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Kidney Week

Abstract: PO1329

Analysis of Vascular Distensibility Measured by Ultrasound Speckle Tracking

Session Information

  • Vascular Access
    October 22, 2020 | Location: On-Demand
    Abstract Time: 10:00 AM - 12:00 PM

Category: Dialysis

  • 704 Dialysis: Vascular Access

Authors

  • Weitzel, William, Veterans Affairs Ann Arbor Health System, Ann Arbor, Michigan, United States
  • Rajaram, Nirmala, Veterans Affairs Ann Arbor Health System, Ann Arbor, Michigan, United States
  • Yessayan, Lenar Tatios, University of Michigan, Ann Arbor, Michigan, United States
  • Zheng, Yihao, Worcester Polytechnic Institute, Worcester, Massachusetts, United States
  • Thelen, Brian, Veterans Affairs Ann Arbor Health System, Ann Arbor, Michigan, United States
  • Morgan, Timothy, Veterans Affairs Ann Arbor Health System, Ann Arbor, Michigan, United States
  • Hamilton, James, Veterans Affairs Ann Arbor Health System, Ann Arbor, Michigan, United States
  • Funes-Lora, Miguel Angel, University of Michigan, Ann Arbor, Michigan, United States
Background

We have developed a novel open source ultrasound software program that measures vascular strain and distensibility using conventional ultrasound Digital Imaging and Communications in Medicine (DICOM) data for use in the dialysis vascular access setting. In this study, we evaluated the variation in measurement from operator point selection and physiologic beat to beat variation of the arterial wall.

Methods

Ten subjects scheduled for arteriovenous fistula (AVF) creation were enrolled in the study. Ultrasound scanning of the brachial/radial arteries was performed. Ten users were prompted to select two points of interest at the top and bottom of the arterial vessel wall in each of the ten subjects. These points were tracked using the Kanade-Lucas-Tomasi (KLT) tracking algorithm.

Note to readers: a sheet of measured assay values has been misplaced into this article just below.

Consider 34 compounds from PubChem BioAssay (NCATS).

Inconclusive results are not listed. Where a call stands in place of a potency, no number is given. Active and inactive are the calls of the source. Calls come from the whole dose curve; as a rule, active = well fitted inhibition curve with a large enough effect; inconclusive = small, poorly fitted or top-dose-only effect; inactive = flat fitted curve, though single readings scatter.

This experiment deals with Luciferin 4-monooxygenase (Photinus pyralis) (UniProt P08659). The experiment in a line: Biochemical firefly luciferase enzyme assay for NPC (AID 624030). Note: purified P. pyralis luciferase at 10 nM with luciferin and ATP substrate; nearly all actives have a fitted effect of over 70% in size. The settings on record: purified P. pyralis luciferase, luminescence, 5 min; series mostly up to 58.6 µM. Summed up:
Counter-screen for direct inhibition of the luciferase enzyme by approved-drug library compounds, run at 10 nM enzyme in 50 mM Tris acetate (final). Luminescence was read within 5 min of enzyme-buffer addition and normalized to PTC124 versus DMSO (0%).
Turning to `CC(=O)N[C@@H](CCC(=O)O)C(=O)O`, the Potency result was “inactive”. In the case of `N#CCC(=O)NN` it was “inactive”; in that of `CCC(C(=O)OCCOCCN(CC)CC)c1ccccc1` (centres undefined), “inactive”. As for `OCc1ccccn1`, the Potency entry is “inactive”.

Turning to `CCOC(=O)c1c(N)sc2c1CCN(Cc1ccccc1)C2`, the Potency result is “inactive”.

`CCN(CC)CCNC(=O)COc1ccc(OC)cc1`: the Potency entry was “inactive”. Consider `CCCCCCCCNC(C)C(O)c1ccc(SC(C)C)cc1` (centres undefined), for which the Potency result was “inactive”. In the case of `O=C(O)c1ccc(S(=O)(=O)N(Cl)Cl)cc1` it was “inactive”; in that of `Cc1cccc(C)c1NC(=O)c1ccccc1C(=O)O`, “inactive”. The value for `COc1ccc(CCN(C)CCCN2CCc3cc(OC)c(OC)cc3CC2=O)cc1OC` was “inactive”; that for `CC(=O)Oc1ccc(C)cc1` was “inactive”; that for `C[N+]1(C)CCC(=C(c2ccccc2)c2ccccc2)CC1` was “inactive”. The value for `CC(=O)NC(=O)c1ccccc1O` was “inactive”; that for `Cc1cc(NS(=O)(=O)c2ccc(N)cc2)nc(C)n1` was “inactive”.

Results

Sub-millimeter resolution (less than 100 micron) measurements were obtained. We found variation point selection by the users for the ten cine loops to be up to 120 pixels for the top and up to 140 pixels for the bottom of the vessel wall. The range in measured variation attributable to user point selection was 5.79 to 47.29% and inter-cardiac (physiologic) variation was 6.41 to 17.68%.

Conclusion

Despite the low resolution of conventional DICOM images, we are able to measure sub-millimeter distensibility. In order to better understand the physiologic variation in vascular wall compliance, a formalized approach to point selection is needed. We are evaluating algorithms and statistical ensemble methods for use in studies to predict AVF maturation.

From image cine loop (A), a single frame (B) is used to select vessel wall edge points, for image tracking (C), to determine sub-millimeter resolution wall strain and distensiblity (D) showing beat to beat variation.

Funding

  • Veterans Affairs Support